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Polar Covalent Bond: Definition and Examples in Chemistry

Chemistry Education

Polar Covalent Bond: Definition and Examples in Chemistry

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Polar Covalent

What Is A Chemical Bond?

Chemical bonds are the formation of compounds and molecules by binding the atoms together.

What Is A Polar Covalent Bond

What Is A Polar Covalent Bond

Types Of Chemical Bonds?

There are different types of Chemical bonds including (1) Covalent bonds (2) polar covalent bonds (3) Non-polar covalent bonds. The difference between them is how the electrons are arranged or shared in the bond.

What is a Covalent Bond?

A Covalent bond is created by the sharing of electrons between atoms. For example, the two hydrogen atoms share the electrons to create a covalent bond.

What is a Polar Covalent Bond?

A polar bond is a type of covalent bond created between two atoms where the electrons which are forming the bond are not equally distributed. This is the reason why the molecules have a small electrical dipole moment where one end is a little positive and the other is a little negative.

The dipoles have a lesser electric Charge than the full unit charge, so they are considered to be the partial charged and denoted by the symbols called delta plus (δ+) and delta minus (δ-). The positive (+ve) and negative (-ve) charges are separated in the Polar bond; the molecules with polar covalent bonds act jointly with dipoles in other molecules.

This produces dipole-dipole intermolecular force between the molecules that are bonding together. Polar covalent bonds are the borderline between the pure covalent bond and the pure ionic bond.

What is a Non-Polar Covalent Bond?

Polar Covalent Bond

Polar Covalent Bond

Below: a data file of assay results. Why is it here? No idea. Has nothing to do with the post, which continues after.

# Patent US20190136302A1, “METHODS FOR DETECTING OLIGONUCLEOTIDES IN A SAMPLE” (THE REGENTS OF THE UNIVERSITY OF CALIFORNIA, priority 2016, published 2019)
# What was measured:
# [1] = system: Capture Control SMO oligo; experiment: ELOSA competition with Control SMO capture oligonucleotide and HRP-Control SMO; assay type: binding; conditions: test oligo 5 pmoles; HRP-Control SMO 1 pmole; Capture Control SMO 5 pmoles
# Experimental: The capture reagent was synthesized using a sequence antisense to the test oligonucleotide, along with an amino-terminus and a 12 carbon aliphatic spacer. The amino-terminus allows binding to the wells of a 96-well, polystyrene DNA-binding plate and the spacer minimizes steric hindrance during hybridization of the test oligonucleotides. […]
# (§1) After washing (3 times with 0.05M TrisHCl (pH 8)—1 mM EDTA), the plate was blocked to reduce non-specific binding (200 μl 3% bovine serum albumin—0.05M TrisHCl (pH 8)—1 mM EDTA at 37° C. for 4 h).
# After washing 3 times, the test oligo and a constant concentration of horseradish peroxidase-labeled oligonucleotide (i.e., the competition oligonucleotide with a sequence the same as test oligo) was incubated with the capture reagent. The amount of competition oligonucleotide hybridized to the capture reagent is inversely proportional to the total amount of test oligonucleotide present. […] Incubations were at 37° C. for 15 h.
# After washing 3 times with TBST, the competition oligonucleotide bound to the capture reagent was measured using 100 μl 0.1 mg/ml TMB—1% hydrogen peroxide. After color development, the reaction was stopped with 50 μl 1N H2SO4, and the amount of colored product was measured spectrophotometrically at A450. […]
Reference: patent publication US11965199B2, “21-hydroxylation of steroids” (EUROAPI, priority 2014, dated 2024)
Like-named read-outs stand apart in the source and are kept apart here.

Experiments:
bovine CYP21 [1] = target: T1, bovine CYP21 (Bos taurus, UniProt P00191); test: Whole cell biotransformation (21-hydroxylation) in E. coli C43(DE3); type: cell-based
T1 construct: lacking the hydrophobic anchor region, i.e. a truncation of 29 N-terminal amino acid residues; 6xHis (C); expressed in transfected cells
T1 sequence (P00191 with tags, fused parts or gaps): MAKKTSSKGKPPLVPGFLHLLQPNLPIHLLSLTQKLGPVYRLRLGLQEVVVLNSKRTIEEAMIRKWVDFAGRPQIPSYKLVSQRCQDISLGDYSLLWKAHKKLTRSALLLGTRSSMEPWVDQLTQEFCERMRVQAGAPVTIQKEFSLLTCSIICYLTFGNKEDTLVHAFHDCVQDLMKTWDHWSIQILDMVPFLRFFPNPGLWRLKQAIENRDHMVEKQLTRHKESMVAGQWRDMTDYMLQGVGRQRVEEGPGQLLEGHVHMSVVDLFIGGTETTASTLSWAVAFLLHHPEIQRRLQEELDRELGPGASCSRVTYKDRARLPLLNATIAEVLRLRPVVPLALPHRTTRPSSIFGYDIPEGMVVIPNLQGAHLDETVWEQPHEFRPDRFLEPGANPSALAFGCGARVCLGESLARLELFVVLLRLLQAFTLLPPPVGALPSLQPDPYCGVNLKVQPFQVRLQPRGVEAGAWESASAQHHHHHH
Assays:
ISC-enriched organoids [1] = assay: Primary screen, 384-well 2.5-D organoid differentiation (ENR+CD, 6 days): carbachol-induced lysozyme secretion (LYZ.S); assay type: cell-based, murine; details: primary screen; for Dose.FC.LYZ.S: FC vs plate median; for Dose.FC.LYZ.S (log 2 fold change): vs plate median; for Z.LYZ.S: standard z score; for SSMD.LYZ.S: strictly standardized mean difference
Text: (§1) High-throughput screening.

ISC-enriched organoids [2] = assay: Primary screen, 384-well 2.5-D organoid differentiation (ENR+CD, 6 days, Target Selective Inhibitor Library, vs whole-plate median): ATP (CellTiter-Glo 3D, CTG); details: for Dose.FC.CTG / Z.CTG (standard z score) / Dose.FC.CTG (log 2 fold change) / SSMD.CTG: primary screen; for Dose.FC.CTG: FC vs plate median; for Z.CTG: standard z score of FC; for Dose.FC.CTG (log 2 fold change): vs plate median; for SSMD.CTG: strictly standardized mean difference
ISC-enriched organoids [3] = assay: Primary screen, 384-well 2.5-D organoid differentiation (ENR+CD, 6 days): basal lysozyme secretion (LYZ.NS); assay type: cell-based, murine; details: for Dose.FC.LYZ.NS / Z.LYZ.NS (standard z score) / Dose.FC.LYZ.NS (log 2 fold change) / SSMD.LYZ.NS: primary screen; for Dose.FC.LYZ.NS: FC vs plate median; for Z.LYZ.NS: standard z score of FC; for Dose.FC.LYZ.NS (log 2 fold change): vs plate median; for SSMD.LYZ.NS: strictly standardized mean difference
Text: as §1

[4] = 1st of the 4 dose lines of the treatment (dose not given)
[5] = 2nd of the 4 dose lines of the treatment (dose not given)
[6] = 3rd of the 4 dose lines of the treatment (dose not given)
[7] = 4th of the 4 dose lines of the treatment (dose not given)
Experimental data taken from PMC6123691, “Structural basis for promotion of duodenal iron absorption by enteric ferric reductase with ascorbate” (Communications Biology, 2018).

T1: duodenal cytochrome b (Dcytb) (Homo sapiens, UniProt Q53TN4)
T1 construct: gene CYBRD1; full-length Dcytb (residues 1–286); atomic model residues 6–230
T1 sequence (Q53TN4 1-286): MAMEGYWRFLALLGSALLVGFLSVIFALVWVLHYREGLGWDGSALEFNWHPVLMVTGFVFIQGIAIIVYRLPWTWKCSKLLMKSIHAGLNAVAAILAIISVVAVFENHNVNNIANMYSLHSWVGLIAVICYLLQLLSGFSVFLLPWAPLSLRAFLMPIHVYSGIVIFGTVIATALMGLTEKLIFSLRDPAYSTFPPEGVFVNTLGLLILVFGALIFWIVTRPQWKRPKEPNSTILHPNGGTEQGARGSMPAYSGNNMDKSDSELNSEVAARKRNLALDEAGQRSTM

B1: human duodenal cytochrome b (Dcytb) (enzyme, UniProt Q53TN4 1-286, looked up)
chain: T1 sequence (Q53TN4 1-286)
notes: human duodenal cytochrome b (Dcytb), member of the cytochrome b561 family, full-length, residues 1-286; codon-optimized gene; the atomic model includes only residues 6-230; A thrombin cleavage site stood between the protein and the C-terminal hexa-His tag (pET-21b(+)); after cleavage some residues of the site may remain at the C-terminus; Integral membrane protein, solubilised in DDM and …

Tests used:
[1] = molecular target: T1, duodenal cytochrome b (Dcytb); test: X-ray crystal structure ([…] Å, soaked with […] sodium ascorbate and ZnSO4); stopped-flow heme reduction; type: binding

In the non-polar covalent also called the pure covalent bond, the electron are equally shared between the bonding atoms. The nonpolar bonding occurs only when the bonding atoms are identical to each other, for example, two Hydrogen atoms forming H2 gas.

But, the chemists, however, consider any bond to be a nonpolar covalent bond between atoms where the difference in electronegativity is less than 0.4. Carbon dioxide (CO2) and methane (CH4) are examples of nonpolar molecules.

What are Ionic Bonds?

In ionic bonds are formed by donating electrons to atoms. The electrons in the bond are essentially donated to the needy atom by the other atom, for example, Sodium Chloride (NaCl).

Polar Covalent Bond Examples

Polar Covalent Bond Examples

Ionic bonds are formed when the electronegativity difference between atoms is greater than 1.7.

From the technical perspective, the ionic bonds are purely polar bonds; therefore, the terminology can be confusing sometimes.

You just need to remember one thing that, a polar covalent bond refers to a type of covalent bond where electrons are unequally distributed. And, the electronegativity values are also a little different.

The Polar covalent bonds are formed between atoms with an electronegativity difference between 0.4-to-1.7.

Examples of Molecules with Polar Covalent Bonds

Water (H2O) is a polar covalent bond molecule. There is a significant difference between the electronegativity values of oxygen and hydrogen. The electronegativity value of oxygen is 3.44, and the electronegativity value of hydrogen is 2.20.

There is a clear inequality between the electron distributions. And, this inequality is responsible for the bent shape of the formed molecule.

The oxygen side of the molecule has a negative charge, while the hydrogen atoms have a positive charge.

Polar Covalent Bond

Polar Covalent Bond

There is another good example of Polar Covalent Bond, that is, Hydrogen fluoride (HF). Fluorine is more powerful electronegative charged atom. Therefore, the electrons in the bond will be more closely associated to the fluorine atom, than to the hydrogen atom.

What is a Dipole in Polar Covalent Bonds?

A dipole is formed when one of the bonding molecules have a positive charge and the other has negative charge. For example, fluorine has a negative charge, and hydrogen has the positive charge.

The dipole between nitrogen and hydrogen is formed due to the negative charge on the nitrogen atom and a positive charge on the hydrogen atom. The molecule formed by the bond is ammonia (NH3).

Which Elements Form Polar Bonds?

Polar covalent bonds are usually formed between the atoms which are nonmetal and have sufficiently different electronegativities. The reason of unequal distribution is the electronegativity values that are slightly different from each other.

Therefore, the pair of electrons unequally shared between the atoms. For example, the polar covalent bonds generally form between hydrogen and any other nonmetal atom.

The value of electronegativity between metals and nonmetals is always large, so they usually form ionic bonds.

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